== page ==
The MCAD recently issued its Annual Report for 2013 providing a useful window into the activities of the agency this past year. The report reflects that, as in past years, the Commission remains woefully understaffed in relation to its workload, resulting in long delays in processing cases.
The Commission continues to be overwhelmed with new complaints, receiving more claims than it can resolve each year. In 2013 it received 3,224 new complaints. Consistent with the pattern in prior years, the vast majority (over 80%) of the new complaints concerned employment discrimination, with housing discrimination claims accounting for 11% of the filings. The total number of open cases at the investigative stage rose to almost five thousand (4,959), which translates to an average caseload of over 300 cases per investigator. In 2013 each investigator was assigned approximately 180 new cases yet, on average, they each closed only 108 cases during the year. The average time from case filing to the completion of the investigatory process remained 18 months, less than the historical high of two years from filing to disposition, but still far from ideal.
During 2013 the Commission issued a total of 1732 causal dispositions across all categories of discrimination. Of note, the agency’s determinations at the investigative stage strongly favor respondents, a pattern that has existed for a number of years. A finding of Probable Cause issued in only 24% of the cases in which a causal decision was issued; 76% were dismissed for Lack of Probable Cause. Probable Cause findings were slightly higher than the average in housing cases (26%) and lower (23%) in employment cases.
In addition, another 1457 cases were administratively closed at the investigatory stage of the process. The largest number of these cases, 61%, were settled either during the post-probable cause conciliation process or while the investigation was pending; another 20% were removed to court by the complaining party.
The Annual Report also provides a window into the size of settlements; it details the Commission’s noteworthy settlements at the conciliation and hearing stages. The largest monetary settlement for an employment case was $110,000 in a disability discrimination case brought against a large hotel chain. The complainant alleged that the employer failed to accommodate his disabilities and wrongfully terminated him. In the other employment cases listed in the report, the monetary settlements ranged from $2,000 to $50,000. The largest settlement of a housing discrimination case was $65,000 and also involved allegations of disability discrimination.
During the period covered by the report, the Commission had 714 cases pending at the administrative hearing stage. It held 32 public hearings and another 65 cases settled.
Of those cases that remained open and proceeded to hearing, complainants won only about half the time. The Commission issued 28 decisions after hearing; the vast majority were employment cases. Claims of gender bias, including sexual harassment and pregnancy, predominated with disability claims the second most common claim decided in 2013. Complainants in employment cases were victorious a little more than half the time (54%). They had the greatest success in cases involving public accommodation discrimination. There were two decisions issued in 2013 in this category, both of which resulted in favorable decisions for complainants.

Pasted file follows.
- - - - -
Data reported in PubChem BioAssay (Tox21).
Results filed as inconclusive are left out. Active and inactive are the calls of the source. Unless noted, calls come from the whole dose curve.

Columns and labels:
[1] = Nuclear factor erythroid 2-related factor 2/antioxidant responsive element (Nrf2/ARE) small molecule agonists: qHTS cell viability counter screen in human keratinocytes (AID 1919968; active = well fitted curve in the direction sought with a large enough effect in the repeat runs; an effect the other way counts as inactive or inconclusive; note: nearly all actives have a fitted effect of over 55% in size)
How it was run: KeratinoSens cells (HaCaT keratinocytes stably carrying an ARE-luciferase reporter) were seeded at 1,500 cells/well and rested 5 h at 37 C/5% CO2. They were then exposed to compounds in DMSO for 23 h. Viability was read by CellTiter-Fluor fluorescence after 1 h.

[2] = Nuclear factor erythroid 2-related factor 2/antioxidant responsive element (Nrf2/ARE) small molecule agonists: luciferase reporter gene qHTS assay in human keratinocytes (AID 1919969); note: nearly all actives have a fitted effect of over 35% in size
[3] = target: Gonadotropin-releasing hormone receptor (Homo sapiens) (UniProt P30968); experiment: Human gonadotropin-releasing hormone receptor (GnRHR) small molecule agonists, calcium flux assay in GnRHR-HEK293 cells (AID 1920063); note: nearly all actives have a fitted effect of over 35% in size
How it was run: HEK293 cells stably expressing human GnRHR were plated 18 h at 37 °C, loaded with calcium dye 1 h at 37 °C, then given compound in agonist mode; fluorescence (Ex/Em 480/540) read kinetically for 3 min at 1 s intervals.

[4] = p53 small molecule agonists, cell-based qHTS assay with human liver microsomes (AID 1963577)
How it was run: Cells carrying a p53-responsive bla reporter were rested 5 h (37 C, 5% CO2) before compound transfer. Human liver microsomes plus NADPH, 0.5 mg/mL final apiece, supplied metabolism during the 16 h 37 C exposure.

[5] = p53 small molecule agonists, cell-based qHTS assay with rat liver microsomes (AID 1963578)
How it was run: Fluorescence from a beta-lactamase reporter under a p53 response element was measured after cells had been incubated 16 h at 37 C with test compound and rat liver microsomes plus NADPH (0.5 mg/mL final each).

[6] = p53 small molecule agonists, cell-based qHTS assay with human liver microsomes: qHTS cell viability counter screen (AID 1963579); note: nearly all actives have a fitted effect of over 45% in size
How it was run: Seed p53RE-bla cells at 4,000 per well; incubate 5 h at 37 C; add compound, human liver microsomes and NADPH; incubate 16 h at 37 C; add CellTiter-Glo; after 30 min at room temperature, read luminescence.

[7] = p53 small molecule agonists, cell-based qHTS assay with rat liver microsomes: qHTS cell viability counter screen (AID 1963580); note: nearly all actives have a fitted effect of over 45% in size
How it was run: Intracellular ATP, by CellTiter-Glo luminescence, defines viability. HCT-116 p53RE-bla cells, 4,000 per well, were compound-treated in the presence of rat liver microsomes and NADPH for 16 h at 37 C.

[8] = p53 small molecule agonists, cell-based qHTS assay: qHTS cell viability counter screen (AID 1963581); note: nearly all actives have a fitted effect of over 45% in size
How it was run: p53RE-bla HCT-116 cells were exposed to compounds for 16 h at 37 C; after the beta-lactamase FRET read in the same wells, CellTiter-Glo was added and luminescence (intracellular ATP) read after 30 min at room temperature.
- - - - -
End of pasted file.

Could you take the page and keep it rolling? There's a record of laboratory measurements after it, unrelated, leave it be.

The report also provides insight into the nature of the relief awarded to successful complainants. The largest monetary awards were for emotional distress; $75,000 was awarded in three different matters, one housing and two employment cases. The average emotional distress award was slightly more than $30,000. The Commission also awarded compensatory damages such as back pay in a number of cases and imposed civil penalties of $10,000 in two employment cases. It also required affirmative relief in the form of reinstatement, promotion or training in a number of the cases. The Full Commission upheld the all of the decisions that were appealed from the hearing stage, either in whole or in part.
Perhaps the most interesting conclusion to draw from the report is that very little has changed at the Commission over the last few years. The volume of cases in 2013 is consistent with prior years and the Commission’s decisions continue to reflect a relatively even-handed perspective at both the investigative and adjudicatory stages of the process. There have been several important personnel changes at the agency in the past year. The Commission appointed a new General Counsel, Constance McGrane, last fall. The former Chair of the Commission, Julian Tynes, resigned in February 2014. Commissioner Jamie Williamson replaced him as Chair and, in June of this year, the Governor appointed Charlotte Golar Richie as the third Commissioner. It remains to be seen whether these recent changes in leadership will result in any significant changes at the Commission in the future.